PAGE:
As a few states tiptoe into re-opening during the COVID-19 pandemic, more states have joined previous warnings that the loss of sales taxes is going to hit soon – and hard.
Texas expects to get walloped with lost taxes far in excess of its ample rainy-day fund. The Massachusetts Taxpayers Foundation estimates that sales tax revenues in its state will plunge $1.5 billion. “Nobody’s got a map for this mess,” lamented a county financial official in Wisconsin, where the best-case sales tax shortfall statewide is expected to be worse than the 2009 recession.
In many states, cities, and counties nationwide, sales taxes make up a big chunk of funding. And estimates naturally don’t even account for future losses in sales and other taxes if unemployment and recession linger long after the pandemic. The loss in revenue could lead to big challenges and changes within the states.
Some jurisdictions are striking preemptively. Indiana, for instance, just imposed a widespread freeze on state government hiring and other expenditures.
In Georgia, state tax collections could be down $2 billion if things continue. This is up from even a week ago when researchers estimated $729 million to $1.27 billion in lost sales tax revenue. Georgia has since become one of the first states to take the first steps towards partial re-openings to help alleviate the burden on the economy. But they are already planning on cutting more than $3 billion from their budgets in the upcoming fiscal year, sure to have lasting effects across the state.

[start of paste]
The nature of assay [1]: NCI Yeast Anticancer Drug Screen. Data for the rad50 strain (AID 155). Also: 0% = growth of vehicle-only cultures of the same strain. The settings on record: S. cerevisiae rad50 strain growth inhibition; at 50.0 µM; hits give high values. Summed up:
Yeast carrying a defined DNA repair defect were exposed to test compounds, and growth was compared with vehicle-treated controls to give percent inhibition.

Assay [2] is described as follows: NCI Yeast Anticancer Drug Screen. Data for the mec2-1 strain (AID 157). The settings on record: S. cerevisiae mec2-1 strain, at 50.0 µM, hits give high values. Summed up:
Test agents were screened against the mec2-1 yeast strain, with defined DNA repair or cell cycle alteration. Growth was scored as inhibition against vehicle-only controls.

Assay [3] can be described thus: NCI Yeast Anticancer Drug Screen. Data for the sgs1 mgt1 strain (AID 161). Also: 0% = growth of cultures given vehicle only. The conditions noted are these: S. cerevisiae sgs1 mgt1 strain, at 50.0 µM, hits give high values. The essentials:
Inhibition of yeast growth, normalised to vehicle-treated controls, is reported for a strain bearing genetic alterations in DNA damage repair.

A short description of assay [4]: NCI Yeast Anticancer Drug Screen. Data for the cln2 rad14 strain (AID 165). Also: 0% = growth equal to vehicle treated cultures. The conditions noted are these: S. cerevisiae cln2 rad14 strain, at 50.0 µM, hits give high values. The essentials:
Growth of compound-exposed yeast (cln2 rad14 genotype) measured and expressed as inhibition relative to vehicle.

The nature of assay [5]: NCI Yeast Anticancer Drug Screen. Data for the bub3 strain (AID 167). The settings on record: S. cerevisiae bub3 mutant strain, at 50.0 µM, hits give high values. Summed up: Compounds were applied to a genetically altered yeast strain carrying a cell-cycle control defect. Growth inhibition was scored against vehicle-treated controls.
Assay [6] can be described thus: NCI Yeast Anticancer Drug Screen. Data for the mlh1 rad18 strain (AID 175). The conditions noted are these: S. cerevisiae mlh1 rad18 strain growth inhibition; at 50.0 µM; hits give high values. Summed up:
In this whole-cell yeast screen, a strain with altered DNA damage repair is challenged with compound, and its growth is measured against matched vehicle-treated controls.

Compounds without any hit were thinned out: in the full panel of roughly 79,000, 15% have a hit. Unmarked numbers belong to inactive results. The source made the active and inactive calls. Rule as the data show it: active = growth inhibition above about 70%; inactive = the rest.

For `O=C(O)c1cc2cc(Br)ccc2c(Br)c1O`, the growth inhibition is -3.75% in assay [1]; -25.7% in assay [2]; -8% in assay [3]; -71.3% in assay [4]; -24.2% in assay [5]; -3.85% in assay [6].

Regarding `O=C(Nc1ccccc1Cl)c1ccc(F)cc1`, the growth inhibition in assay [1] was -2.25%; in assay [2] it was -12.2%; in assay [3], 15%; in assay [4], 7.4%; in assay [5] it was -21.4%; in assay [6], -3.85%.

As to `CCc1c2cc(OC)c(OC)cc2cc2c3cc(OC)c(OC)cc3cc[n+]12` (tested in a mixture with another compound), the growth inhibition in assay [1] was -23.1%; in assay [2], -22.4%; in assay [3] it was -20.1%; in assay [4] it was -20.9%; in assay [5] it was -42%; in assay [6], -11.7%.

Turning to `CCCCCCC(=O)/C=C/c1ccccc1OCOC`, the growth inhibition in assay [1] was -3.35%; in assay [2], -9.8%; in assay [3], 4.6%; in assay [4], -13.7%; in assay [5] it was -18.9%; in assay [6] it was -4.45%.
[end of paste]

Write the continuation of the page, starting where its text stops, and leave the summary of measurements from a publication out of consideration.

It’s not all bad news for tax jurisdictions – though life might get tougher for businesses as money runs out for everyone. The Manhattan district attorney has announced that Christie’s auction house will pay up to $16.7 million in sales tax, penalties and interest relating to failure to collect state and local sales tax on transactions between 2013 to 2017. This could be the start of a wave of audits by New York to make up the predicted $4 billion shortfall in state revenues due to COVID-19 in the state.
Will other states follow suit? While there’s no way to predict when the pandemic will be over, or how states will react to the continual building of lost revenue, one thing remains true – they will need to account for the shortfall somehow, you just hope it’s not at the sake of your business. Now may be the time to start looking in to VDAs or prospectively registering if you’ve established nexus and have yet to comply.
We can help you stay on top of critical news in this ever-changing environment of sales and use tax. Contact us to to start your process to become compliant. At TaxConnex, we aim to take the burden of sales tax off your plate.